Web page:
- Purchasing a home with cash makes you attractive to sellers who want to close the deal quickly, putting you in a strong negotiating position.
- However, buying a home with cash could stretch you financially, making it hard to deal with all the additional expenses of home purchase.
- Furthermore, bond interest payments are tax deductible, and a home loan allows more flexibility in how you assign your resources.
Picture this: You find the perfect house, and buy it outright.
While paying cash for a home is still a far-fetched dream for many people, for those who can do it, paying in cash does offer some advantages.
Buying a house with cash: How does it work?
If you’ve had a cash windfall and are considering buying outright, here’s your guide to the process of buying a house with cash.
Get the money together
Whether you already have the money in a savings account, or sitting in various stocks that you’ll need to withdraw from, ensure you have a plan for acquiring the required funds. You may wish to seek the help of a financial advisor in determining what’s required and what it will mean for you in the long-term.
Obtain proof of funds
The best way to do this is to get a letter from a lender or bank that shows you have the necessary funds available. You can also use a bank statement, although this may contain sensitive information, hence why it’s better to acquire the letter.
Make an offer
Making a cash offer will make you more attractive to sellers, who view it as an opportunity to close the deal much quicker. This puts you in a strong negotiating position.
However, you should still include some conditions in the contract, such as the need for an inspection and appraisal of the property.
No credit check
Making a cash purchase will preclude the need for a credit check, a significant weight off your shoulders as there will be no chance of your home purchase being denied due to your financial history.
Bear in mind additional expenses
The cost of home inspection and transfer of property process will require additional payments from the home buyer, so be sure you have money set aside for the various processes that follow the offer to purchase, such as transfer costs and duties.
Close the deal
Whereas closing the deal can take around 10 to 15 days if the home is purchased using a home loan, a cash purchase can usually be closed in a few days. Thereafter, transfer of the property for a cash deal can be as quick as 6 weeks, whereas transfer on a property with a bond is usually about 3 months.
Why taking out a bond makes financial sense
“Even if a buyer has the ability to pay cash for a home, it may not make sense to tie up a lot of one’s money in property,” says Yvonne Viljoen, Property Finance Specialist at ooba Home Loans, South Africa’s largest home loan comparison service.
If you need cash for some other purchase or emergency, you may not have the money available to you if it is tied up in your property.
Selling a home bought with cash could also pose a problem if the owner stretched a lot financially to buy it, Viljoen says. “If cash buyers decide it’s time to sell and they want to purchase a new home, they need to make sure they have sufficient extra cash reserves to put down as a deposit on their new home.”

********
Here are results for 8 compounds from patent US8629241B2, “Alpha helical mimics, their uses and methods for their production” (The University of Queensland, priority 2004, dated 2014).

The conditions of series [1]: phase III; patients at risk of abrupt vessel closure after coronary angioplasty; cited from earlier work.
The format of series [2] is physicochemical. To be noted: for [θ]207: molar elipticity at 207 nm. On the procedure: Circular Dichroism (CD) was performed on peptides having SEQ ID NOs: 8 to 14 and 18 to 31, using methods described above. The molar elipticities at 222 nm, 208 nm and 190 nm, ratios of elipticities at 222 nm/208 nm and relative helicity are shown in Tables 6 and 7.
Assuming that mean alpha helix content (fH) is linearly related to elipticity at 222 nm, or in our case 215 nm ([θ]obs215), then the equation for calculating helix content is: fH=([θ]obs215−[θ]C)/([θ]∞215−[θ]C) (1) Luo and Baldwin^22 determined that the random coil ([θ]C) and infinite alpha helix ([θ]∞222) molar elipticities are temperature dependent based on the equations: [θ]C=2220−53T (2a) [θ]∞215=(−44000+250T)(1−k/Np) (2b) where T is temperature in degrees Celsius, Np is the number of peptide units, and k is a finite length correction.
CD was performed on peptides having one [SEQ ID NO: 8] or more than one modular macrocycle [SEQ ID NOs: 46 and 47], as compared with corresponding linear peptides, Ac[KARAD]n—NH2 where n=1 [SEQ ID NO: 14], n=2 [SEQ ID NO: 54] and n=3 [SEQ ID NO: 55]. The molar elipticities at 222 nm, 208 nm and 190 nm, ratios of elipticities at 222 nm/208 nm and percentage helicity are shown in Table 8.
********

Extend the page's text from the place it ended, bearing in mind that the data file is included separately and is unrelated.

Paying cash also has tax implications. “In most cases, bond interest payments are tax-deductible, if you are renting out the property,” says Viljoen. “And while you shouldn’t opt for a bond just to get a deduction, a reduced tax obligation never hurts.”
Of course, with a bond, you end up paying more overall, since it comes with interest payments that do add up over time. But, depending on the state of the stock market, Viljoen also notes that saving on home-loan interest by paying cash might not be financially prudent. “You could be saving less than that money might have earned had you taken out a bond and invested the cash you didn’t spend on your house in stocks or shares.”
Not having a bond could also make it easier for creditors to seize your home should you find yourself seriously in debt in the future. “The bank may offer you a ‘payment holiday’ on your bond instalments, allowing you to get back on your feet. They may even renegotiate the terms of your loan by either lowering your interest rate or increasing the length of your loan contract,” Viljoen explains.
Cash or bond purchase?
So a bond purchase has many advantages, such as tax subsidies, and the ability to draw on home equity. Ultimately, you should go for the option that grants the biggest bang for your buck.
Whatever the case, be sure to seek the advice of a home loan comparison service like ooba Home Loans when looking into funding options. If you opt to go for a home loan instead, ooba Home Loans can help you acquire the best deal by applying to multiple banks on your behalf.
They also make the home buying process easier by offering a range of tools. Start with their Bond Calculator, then use the ooba Home Loans Bond Indicator to determine what you can afford. Finally, when you’re ready, you can apply for a home loan.
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